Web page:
Finally, in May, Berlin teen Michael Mitchell was beaten to death with a baseball bat during a fight at a post-graduation party. According to the facts of the case, the fight began with pushing and shoving and escalated to the point a couple of the combatants were surrounded by a crowd near their vehicle when a bat was produced from the trunk and the incident turned deadly. After an emotional three-day trial in November, the bat wielder, Dominic Canale, 22, of Ocean City, was found guilty of manslaughter and second-degree assault and awaits sentencing. The driver of the vehicle, Fernando Musiani, 19, of Ocean City, earlier pleaded guilty to reckless endangerment and was sentenced to five years in jail with all but the time he already served suspended.
With the complex machinations of the legal system, each of the cases came to trial almost simultaneously in the last four months of 2008 with each in various phases of the process. Two of the defendants, Northam and Canale, had their cases heard by juries, while a third, Phillips, is set to have his case heard in two weeks. The others were resolved with plea arrangements and other agreements, although they were no less difficult to prosecute considering the case load and the number of prosecutors on the state’s attorney’s staff.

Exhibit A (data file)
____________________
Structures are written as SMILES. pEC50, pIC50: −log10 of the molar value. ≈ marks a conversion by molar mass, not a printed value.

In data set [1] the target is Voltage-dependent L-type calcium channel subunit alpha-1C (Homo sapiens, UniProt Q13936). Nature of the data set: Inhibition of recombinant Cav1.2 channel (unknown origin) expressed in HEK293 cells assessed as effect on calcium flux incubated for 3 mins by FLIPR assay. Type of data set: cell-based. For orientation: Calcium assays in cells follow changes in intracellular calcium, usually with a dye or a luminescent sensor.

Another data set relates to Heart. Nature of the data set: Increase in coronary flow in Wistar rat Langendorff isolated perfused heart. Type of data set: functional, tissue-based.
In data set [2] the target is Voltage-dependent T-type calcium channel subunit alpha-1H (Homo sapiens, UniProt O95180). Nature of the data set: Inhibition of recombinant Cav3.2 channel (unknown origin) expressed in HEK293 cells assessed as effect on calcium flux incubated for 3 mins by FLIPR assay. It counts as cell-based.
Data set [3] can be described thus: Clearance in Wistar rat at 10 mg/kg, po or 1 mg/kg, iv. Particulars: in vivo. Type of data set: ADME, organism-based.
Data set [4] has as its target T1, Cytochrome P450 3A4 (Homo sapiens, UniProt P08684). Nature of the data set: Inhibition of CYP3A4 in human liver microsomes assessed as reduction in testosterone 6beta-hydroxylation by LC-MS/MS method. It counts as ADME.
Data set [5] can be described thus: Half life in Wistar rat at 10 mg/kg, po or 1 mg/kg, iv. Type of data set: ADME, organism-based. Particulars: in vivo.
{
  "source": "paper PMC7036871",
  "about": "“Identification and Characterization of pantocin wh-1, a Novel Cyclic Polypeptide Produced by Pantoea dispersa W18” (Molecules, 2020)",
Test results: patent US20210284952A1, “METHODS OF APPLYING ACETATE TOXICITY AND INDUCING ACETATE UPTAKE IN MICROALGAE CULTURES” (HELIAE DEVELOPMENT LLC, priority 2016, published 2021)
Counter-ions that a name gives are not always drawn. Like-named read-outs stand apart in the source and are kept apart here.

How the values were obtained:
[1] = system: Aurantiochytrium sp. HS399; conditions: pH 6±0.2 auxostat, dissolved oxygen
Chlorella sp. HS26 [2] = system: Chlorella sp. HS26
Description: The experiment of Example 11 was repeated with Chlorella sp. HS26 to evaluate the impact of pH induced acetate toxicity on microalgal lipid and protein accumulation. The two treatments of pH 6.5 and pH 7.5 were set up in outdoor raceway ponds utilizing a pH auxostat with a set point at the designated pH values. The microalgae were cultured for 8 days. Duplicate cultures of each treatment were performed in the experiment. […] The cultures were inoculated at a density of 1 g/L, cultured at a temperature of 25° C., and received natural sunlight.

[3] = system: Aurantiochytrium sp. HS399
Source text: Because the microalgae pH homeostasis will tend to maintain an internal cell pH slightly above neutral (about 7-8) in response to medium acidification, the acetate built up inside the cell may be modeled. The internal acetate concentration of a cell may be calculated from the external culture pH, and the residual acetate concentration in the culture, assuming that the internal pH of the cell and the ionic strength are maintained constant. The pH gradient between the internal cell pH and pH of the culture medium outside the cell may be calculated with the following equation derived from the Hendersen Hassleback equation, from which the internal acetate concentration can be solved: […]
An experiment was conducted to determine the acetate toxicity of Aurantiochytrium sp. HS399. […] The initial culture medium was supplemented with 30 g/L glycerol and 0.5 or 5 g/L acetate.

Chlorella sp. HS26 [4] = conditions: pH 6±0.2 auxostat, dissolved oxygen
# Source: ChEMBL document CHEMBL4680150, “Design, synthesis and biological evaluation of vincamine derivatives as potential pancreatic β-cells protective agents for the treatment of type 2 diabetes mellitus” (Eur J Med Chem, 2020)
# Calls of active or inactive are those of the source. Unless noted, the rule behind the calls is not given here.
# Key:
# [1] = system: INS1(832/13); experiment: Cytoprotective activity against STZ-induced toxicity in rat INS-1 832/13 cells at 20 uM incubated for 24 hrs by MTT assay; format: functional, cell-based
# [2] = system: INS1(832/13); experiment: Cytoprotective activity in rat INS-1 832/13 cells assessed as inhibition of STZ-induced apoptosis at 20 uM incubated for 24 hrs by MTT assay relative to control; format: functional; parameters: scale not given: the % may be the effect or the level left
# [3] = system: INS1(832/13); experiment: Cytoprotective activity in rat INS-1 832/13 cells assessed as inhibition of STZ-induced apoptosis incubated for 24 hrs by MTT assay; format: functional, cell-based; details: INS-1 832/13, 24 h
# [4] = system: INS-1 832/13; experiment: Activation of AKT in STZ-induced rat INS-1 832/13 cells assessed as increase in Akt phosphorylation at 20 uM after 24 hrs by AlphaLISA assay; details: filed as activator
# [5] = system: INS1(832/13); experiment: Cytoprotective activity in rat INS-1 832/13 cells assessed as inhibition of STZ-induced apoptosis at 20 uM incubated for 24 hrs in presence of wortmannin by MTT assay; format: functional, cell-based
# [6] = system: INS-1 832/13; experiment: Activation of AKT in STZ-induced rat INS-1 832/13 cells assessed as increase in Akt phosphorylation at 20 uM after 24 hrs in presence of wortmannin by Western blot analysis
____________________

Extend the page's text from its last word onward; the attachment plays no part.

“We have a staff of just eight attorneys and still have to carry the regular day in, day out criminal docket,” he said. “Of the eight, four are what I would call rookies, or new hires. They were hired in March, right in the midst of all this, but I’m happy to say we got the job done.”
Todd said the unfortunate set of circumstances had a silver lining of sorts for his young team of prosecutors.
“We used these cases as a learning opportunity for our new prosecutors,” he said. “They assisted on the prosecutions, which will help them when they get an opportunity down the road to prosecute a homicide case on their own. Now, aside from this recent flurry, thankfully we don’t get too many, but they’ll be ready when they are called upon to prosecute a murder case.”